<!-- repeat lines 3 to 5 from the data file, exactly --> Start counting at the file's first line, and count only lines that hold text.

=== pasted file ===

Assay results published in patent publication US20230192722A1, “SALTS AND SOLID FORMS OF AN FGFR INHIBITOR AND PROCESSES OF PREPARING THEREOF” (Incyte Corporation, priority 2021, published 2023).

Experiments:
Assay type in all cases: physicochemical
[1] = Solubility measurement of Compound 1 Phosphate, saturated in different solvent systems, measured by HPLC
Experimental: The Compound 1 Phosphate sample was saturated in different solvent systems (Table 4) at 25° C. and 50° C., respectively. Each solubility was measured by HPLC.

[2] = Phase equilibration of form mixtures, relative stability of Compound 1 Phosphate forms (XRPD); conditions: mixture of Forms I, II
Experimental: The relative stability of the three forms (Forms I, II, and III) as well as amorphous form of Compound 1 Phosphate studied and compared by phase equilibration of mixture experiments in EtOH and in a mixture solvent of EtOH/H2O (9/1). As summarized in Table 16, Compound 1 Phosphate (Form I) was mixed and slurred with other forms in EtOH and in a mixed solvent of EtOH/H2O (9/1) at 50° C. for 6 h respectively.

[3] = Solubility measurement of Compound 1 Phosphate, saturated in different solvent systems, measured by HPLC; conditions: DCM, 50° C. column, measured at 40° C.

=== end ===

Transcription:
Assay type in all cases: physicochemical
[1] = Solubility measurement of Compound 1 Phosphate, saturated in different solvent systems, measured by HPLC
Experimental: The Compound 1 Phosphate sample was saturated in different solvent systems (Table 4) at 25° C. and 50° C., respectively. Each solubility was measured by HPLC.